I prefer winter and Fall, when you feel the bone structure of the landscape — the loneliness of it, the dead feeling of winter. Something waits beneath it, the whole story doesn’t show. ~Andrew Wyeth

Monday, November 18, 2013

The Maiden Voyage: A different point of view. (Mine, not the dogs.)

I see that Carl got a post finished yesterday. Corgis are smart dogs and very entertaining. I'm sure that he elicited sympathy and showed you good examples of  OCD ( Obsessive, compulsive dog) behavior. I hope he behaved himself and wrote a good "point of view" story for you.
Last Monday, I woke up to this view out of the bedroom window.
I had just watched a wonderful video about photography and life by a man named Dewitt Jones. He was a photographer for National Geographic Magazine and he speaks on the subject of celebrating what's right with the world. He's really good and if you have 20 minutes out of your day to watch this video, I promise that you will find something here that will be worth your time.
The link is @ http://www.youtube.com/watch?v=cw-0hhoJLUo
It's called Possibility. It's so good. Please take a look.
So, I heard Mr. Jones again ask, "Where is the photo that is waiting for you?"
So I waited... and the sun came up... and ten minutes later I shot this image.
 And I waited another ten minutes.... then the light hit the window and came into the room.
 Yes! Change does hold possibility. The difference was only 20 minutes.
Please watch the video.

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So, with this new found knowledge I traveled, with the Prospector and the Corgi Boys to the "edge"... the Pacific Ocean... to Bodega Bay.
Mr. Jones says, "And it’s not just the external edges that we have to test; it’s the internal ones as well."
You all know that I'm afraid of the ocean.  It's about the vastness, the depth, the endless water, the amount, the fish, the noise and the smell. I just feel it's going to rush in and sweep me away. I don't like being in the surf and feeling the movement of the water as it goes out. Even as a child, I was afraid. I'm sure that this goes much deeper than I completely understand.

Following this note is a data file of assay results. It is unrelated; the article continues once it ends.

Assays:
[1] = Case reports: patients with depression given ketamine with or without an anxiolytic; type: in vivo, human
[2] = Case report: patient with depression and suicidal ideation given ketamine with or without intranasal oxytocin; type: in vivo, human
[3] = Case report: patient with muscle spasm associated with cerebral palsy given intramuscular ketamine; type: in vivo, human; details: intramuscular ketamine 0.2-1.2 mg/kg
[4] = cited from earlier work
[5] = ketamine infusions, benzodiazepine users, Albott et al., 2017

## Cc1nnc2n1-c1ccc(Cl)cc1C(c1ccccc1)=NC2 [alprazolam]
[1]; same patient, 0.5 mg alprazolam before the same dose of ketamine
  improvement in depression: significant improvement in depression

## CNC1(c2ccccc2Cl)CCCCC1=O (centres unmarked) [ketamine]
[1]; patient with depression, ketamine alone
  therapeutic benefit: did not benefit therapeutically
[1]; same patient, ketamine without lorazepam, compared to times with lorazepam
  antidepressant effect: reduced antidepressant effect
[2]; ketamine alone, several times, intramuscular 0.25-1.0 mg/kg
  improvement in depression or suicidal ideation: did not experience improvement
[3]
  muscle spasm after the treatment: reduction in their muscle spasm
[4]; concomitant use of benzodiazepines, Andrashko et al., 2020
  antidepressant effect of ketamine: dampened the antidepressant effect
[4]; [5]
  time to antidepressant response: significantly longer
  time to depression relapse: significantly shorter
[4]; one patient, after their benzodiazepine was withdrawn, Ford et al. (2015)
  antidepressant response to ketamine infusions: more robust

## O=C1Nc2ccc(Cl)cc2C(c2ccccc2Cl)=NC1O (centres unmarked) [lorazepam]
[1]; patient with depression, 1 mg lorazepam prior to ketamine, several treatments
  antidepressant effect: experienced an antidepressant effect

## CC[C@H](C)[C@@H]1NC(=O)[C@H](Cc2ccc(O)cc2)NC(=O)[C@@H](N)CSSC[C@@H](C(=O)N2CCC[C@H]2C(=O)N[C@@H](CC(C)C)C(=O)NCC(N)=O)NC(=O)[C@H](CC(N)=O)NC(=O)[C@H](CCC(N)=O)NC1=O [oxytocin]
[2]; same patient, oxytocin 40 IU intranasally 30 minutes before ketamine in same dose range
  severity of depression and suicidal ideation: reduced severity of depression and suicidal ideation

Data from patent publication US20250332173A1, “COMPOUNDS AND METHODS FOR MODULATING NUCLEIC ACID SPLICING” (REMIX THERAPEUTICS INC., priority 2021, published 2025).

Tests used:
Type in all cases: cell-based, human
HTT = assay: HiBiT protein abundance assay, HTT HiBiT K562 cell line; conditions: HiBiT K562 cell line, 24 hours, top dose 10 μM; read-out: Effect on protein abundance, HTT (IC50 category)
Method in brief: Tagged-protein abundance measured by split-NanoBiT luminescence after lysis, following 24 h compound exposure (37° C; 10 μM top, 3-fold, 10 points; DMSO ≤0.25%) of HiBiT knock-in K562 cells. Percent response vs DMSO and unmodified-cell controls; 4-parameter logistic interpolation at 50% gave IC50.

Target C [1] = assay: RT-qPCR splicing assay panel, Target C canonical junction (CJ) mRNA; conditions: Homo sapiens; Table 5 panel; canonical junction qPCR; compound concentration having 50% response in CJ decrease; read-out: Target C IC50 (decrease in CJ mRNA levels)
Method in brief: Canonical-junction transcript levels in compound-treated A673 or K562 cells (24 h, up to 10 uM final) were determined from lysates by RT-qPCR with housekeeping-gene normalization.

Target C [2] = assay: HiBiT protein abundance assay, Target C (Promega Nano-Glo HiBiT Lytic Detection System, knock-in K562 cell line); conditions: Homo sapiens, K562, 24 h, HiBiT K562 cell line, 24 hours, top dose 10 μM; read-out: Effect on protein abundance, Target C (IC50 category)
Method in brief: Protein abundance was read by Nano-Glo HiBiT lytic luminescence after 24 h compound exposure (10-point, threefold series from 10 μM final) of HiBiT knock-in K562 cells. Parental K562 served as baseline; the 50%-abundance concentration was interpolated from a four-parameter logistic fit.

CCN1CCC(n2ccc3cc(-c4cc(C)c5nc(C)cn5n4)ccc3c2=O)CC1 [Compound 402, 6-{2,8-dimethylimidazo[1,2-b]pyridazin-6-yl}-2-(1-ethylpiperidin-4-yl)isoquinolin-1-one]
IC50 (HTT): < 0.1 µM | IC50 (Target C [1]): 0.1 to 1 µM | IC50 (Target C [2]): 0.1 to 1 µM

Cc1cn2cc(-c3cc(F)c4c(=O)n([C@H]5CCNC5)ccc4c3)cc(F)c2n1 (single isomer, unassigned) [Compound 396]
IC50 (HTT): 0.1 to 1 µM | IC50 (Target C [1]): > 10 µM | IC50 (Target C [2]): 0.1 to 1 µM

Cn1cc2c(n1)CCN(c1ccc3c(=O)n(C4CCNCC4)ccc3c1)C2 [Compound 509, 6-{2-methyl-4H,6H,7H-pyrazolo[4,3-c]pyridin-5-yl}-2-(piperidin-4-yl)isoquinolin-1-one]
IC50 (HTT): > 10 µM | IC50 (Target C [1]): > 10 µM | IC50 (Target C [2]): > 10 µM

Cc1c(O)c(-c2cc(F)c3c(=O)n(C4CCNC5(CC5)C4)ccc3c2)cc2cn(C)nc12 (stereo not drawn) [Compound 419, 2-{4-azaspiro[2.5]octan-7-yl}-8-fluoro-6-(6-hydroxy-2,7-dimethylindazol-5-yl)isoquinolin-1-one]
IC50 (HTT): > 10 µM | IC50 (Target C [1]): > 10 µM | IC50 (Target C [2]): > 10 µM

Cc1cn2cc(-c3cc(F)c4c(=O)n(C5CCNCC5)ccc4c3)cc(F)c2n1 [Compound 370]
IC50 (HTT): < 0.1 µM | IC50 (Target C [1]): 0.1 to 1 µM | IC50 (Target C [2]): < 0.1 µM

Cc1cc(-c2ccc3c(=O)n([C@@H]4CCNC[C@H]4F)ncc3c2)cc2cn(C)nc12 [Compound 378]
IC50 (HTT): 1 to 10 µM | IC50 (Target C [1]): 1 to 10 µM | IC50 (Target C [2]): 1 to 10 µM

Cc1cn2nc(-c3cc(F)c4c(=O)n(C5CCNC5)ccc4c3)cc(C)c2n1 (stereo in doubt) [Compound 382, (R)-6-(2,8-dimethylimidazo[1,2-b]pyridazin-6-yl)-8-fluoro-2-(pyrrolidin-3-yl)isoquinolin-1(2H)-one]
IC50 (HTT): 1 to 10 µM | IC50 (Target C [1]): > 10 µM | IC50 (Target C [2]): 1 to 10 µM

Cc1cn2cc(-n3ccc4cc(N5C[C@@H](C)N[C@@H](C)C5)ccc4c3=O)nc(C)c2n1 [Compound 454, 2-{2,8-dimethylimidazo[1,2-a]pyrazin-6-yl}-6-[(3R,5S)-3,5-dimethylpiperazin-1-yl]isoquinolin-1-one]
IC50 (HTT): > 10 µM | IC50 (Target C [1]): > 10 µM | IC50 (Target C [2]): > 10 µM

As my years go by, I find that I'm less afraid of this vast body of water that I've lived near all my life. And where I live now there is no possibility of it reaching me anyway. I'm 1100 ft. above it all and even the rivers would not allow the ocean waters to come in and up this far. Like my fear of spiders, the older I get, the less these fears affect me. The ocean... spiders... they are all a part of this world I live in. Acceptance is key.
Also, I take the ocean in small doses... unlike spiders which just pop up in unexpected places, the ocean stays where it is. I go to Pacifica with my sister for a weekend. I drove down the Oregon Coast with my friend "D" this summer for a few days. And now, I venture forth with husband and dogs, to brave the multitude of water again.
We had to lift the dogs into the new RV. We had practiced for weeks to get them use to being inside the Bus. We knew it made them nervous but they were, we thought, OK with being inside. We brought their beds and blankets, their special pillows for the sofa... biscuits, dry food and their harnesses and leashes. They were pampered pouches. We made sure that their needs were met.
Cutter was not a happy camper. He spent the whole trip sitting next to the Prospector, and sometimes me, with his head on our laps. Sometimes he would lay down on the rug and rest, but the minute the bus slowed down or turned. he would be right back by our sides.
Carl, on the other hand, was trying very hard to be in charge of the situation. He would bark at anything he could see out of the windows and stayed on the sofa almost the whole trip. He would look at me, now and then, as if to be reassured that everything would be all right.
We drove over to highway 50 and down through Sacramento, over the river, past the Tower bridge and Raley's Field.
We drove through Davis.